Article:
Fannie, Freddie demand attention
Now that health care and financial reforms are in the works, it's time to shore up Fannie Mae and Freddie Mac.
By Lauren Tara LaCapra, TheStreet
Now that other major agenda items are on the road to passage, the Obama administration has set its sights on the two big, gaping holes in America's balance sheet: Fannie Mae (FNM) and Freddie Mac (FRE).
Though the mortgage-finance giants stand to vaporize more taxpayer funds than any other bailed-out company, and are hugely important to economic policy goals, little has been said about Fannie and Freddie's future so far.
On Tuesday, Treasury Secretary Timothy Geithner spoke in broad terms about the plan to address Fannie and Freddie before the House Financial Services Committee. The plan appears to be for another hybrid public-private entity, but one whose government support is explicit, with risk priced more "appropriately" than it has been for decades.
"The housing finance system clearly cannot continue to operate as it has in the past," said Geithner, promising "stronger regulation, more effective consumer protections and a clearer role of government with less risk borne by the American taxpayer."
He also indicated that "guarantees or support" will be provided, but in a more explicit form than in the past. "There will be no ambiguity over the status or allowable activities of any private entity which enjoys any benefits or protections from the government."
Rep. Barney Frank (D-Mass.), who chairs the committee, put the item on its agenda to push President Barack Obama's team to act. Frank is arguably the lawmaker most familiar with Fannie and Freddie -- and among those who pushed the firms into subprime -- but has been equally vague about what Fannie and Freddie ought to become, other than to say their current form ought to be abolished.
Sketching a definitive plan for Fannie and Freddie may not affect the stock market much, although their shares may become more volatile. However, it will affect mortgage rates, credit spreads, housing policy and bond markets.
The Bush administration is still widely criticized for mistakes in handling Fannie and Freddie, especially for rendering their preferred shares worthless when placing the firms into conservatorship. That created holes in the balance sheets of banks across the country. Regulators had advised them for years to hold those securities as safe, cash-like capital instruments.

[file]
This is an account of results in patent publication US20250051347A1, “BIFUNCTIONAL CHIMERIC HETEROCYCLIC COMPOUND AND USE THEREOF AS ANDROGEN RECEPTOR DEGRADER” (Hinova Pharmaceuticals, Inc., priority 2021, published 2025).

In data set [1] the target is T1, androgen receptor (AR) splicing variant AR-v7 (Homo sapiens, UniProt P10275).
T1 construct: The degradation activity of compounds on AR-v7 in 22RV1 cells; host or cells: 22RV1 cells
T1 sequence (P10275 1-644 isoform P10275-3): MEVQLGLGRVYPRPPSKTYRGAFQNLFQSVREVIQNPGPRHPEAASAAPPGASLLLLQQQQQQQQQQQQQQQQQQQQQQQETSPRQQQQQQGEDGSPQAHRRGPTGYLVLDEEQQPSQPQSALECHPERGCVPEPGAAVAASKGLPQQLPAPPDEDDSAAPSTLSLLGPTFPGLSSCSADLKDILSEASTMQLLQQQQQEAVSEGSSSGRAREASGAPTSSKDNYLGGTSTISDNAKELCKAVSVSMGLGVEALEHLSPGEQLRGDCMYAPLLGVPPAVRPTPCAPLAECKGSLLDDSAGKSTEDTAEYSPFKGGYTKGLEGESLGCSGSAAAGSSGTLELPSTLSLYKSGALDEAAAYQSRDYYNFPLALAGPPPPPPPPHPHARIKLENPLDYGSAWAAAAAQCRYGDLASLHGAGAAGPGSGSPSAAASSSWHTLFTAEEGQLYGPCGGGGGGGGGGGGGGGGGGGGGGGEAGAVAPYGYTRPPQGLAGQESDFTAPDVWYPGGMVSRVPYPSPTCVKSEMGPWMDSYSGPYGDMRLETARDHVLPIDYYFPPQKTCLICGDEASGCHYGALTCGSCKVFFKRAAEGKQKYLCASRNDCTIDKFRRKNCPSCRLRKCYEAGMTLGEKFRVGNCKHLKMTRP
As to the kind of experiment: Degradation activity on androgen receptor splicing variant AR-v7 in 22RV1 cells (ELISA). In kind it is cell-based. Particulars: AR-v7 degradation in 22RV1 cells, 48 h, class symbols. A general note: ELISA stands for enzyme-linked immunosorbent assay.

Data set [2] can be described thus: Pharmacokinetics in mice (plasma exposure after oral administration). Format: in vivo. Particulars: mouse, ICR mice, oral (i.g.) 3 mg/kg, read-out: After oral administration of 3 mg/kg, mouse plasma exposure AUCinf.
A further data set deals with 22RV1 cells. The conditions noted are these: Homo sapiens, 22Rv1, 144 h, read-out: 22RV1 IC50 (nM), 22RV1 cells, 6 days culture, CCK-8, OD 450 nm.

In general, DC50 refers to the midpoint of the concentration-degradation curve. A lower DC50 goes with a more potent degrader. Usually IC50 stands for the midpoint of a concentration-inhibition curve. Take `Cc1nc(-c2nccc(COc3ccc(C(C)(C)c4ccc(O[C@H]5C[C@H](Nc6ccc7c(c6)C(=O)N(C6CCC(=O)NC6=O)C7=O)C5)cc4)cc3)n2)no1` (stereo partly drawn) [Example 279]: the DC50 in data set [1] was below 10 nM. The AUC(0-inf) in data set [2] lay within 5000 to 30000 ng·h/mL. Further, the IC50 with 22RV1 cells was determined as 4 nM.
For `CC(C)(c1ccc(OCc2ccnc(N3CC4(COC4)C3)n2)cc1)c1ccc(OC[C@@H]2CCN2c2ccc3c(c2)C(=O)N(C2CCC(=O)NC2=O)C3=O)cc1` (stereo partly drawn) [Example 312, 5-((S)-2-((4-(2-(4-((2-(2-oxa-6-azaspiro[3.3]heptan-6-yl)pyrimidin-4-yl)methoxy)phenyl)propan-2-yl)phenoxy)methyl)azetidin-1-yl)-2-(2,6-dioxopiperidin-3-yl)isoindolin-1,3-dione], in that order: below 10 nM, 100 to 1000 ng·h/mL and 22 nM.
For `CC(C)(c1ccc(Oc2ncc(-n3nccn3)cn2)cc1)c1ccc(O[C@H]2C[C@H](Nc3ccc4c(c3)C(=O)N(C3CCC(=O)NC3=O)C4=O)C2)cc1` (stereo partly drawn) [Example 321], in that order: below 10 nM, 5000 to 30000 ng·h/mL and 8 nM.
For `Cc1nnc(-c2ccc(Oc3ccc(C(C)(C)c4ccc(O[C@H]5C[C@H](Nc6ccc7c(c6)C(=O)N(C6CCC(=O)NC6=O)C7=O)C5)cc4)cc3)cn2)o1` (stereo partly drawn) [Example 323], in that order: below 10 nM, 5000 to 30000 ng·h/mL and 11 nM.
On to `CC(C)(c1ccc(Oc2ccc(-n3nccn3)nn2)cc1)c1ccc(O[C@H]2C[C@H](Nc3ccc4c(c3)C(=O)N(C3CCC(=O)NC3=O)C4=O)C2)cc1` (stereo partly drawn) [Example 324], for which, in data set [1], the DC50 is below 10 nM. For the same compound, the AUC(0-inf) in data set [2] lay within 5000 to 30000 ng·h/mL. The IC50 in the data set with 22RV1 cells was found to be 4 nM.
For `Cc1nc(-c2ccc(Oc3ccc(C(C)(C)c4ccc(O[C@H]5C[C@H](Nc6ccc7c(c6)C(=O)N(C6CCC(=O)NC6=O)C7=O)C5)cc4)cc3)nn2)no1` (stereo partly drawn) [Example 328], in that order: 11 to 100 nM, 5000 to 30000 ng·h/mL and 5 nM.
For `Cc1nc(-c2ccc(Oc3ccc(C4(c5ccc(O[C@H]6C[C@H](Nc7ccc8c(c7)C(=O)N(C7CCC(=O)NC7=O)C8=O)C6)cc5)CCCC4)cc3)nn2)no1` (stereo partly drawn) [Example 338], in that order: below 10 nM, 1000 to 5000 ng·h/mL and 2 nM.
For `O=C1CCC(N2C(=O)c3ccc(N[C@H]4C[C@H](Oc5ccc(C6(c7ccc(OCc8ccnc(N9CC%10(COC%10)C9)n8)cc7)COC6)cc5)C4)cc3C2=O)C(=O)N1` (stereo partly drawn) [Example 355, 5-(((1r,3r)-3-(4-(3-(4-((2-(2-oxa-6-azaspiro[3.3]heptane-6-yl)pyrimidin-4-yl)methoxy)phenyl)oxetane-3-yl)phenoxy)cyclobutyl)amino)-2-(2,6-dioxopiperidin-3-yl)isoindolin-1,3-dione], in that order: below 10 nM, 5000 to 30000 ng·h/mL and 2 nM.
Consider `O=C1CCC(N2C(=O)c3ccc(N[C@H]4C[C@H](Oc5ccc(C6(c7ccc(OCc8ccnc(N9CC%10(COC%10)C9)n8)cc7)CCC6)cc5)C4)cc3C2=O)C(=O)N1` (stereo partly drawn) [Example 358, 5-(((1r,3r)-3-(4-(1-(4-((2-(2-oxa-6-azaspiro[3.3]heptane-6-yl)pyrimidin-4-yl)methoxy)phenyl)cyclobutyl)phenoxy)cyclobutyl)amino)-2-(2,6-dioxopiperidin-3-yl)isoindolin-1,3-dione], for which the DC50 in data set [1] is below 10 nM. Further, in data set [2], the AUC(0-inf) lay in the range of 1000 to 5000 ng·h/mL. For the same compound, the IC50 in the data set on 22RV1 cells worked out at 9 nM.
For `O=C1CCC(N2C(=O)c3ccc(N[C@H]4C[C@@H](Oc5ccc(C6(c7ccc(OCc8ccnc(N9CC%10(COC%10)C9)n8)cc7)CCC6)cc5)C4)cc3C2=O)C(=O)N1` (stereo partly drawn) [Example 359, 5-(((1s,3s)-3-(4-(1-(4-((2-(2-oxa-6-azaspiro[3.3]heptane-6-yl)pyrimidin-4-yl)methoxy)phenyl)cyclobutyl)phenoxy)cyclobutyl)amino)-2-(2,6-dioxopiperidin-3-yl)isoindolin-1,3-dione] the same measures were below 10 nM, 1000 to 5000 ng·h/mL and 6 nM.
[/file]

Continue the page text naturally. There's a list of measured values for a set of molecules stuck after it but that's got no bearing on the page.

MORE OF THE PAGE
The Obama administration has the advantage of taking the opposite tack: Patience and careful deliberation, rather than hasty decision-making. Postponing a decision has also allowed the government to use Fannie and Freddie as tools to repair the housing market and push banks into actions they might not otherwise take.
Because of their enormous scale, Fannie and Freddie have been able to send mortgage rates to historic lows, and prod banks to forestall foreclosures and modify mortgage terms. They have also been combing through vintage securities, forcing big banks like Bank of America (BAC), Citigroup (C) and JPMorgan Chase (JPM) to take back souring loans, whose shoddy underwriting standards were misrepresented.
"Private capital has not yet returned to provide the amount of funding that would be needed to allow families to get a mortgage to buy a new home or to sensibly refinance the house they already live in," Geithner said on Tuesday.
The policy initiative has been intended to support the mortgage market -- both homeowners and participating financial firms. Banks have made a killing on fees from the refinancing wave, and are arguably better off sharing housing losses with the government and borrowers, rather than facing additional years of default. Yet, after 18 months and nearly $130 billion worth of bailout funds to date, it's unlikely that new plans for Fannie and Freddie will be a gift to the financial industry, given the political climate and the Obama administration's goals.
Broadly speaking, there are three potential options.
Privatize Fannie and Freddie entirely, with no government guarantees or support for their activity, a policy that conservatives strongly support. They may also become some kind of nationalized entities that provide explicit support to the mortgage market, rather than implied guarantees in their current structure. This would allow the government to support home purchases for low-income, minority and other disadvantaged Americans, something liberals prefer. Finally, they may remain a quasi-public hybrid with explicit guarantees, which share risk and rewards with shareholders. This is the plan that the industry prefers.
On Tuesday, Geithner provided some indication of which way the government is leaning. But there's sure to be partisan bickering before any kind of bill reaches the floor of either chamber of Congress.
"We agree Fannie and Freddie should be replaced," Frank told the Wall Street Journal ahead of the hearing. "Until you've decided what to replace them with, it would be a mistake to abolish them.''
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